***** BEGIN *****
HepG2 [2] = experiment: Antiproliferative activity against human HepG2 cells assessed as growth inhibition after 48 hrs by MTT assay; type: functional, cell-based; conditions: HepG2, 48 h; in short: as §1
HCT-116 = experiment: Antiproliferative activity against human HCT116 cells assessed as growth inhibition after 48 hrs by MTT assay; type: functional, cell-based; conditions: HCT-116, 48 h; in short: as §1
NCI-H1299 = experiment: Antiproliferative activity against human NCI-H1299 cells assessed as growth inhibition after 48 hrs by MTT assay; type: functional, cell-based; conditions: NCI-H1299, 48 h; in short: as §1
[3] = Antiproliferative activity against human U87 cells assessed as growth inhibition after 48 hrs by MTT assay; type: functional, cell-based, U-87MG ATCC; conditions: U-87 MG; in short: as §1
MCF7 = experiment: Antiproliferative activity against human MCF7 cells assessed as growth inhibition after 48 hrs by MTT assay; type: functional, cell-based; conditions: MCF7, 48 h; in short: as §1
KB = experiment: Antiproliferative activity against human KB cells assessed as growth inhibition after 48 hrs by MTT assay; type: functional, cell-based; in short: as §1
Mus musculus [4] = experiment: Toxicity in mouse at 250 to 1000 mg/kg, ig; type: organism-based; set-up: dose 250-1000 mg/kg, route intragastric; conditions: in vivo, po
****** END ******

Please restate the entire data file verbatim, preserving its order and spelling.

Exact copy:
HepG2 [2] = experiment: Antiproliferative activity against human HepG2 cells assessed as growth inhibition after 48 hrs by MTT assay; type: functional, cell-based; conditions: HepG2, 48 h; in short: as §1
HCT-116 = experiment: Antiproliferative activity against human HCT116 cells assessed as growth inhibition after 48 hrs by MTT assay; type: functional, cell-based; conditions: HCT-116, 48 h; in short: as §1
NCI-H1299 = experiment: Antiproliferative activity against human NCI-H1299 cells assessed as growth inhibition after 48 hrs by MTT assay; type: functional, cell-based; conditions: NCI-H1299, 48 h; in short: as §1
[3] = Antiproliferative activity against human U87 cells assessed as growth inhibition after 48 hrs by MTT assay; type: functional, cell-based, U-87MG ATCC; conditions: U-87 MG; in short: as §1
MCF7 = experiment: Antiproliferative activity against human MCF7 cells assessed as growth inhibition after 48 hrs by MTT assay; type: functional, cell-based; conditions: MCF7, 48 h; in short: as §1
KB = experiment: Antiproliferative activity against human KB cells assessed as growth inhibition after 48 hrs by MTT assay; type: functional, cell-based; in short: as §1
Mus musculus [4] = experiment: Toxicity in mouse at 250 to 1000 mg/kg, ig; type: organism-based; set-up: dose 250-1000 mg/kg, route intragastric; conditions: in vivo, po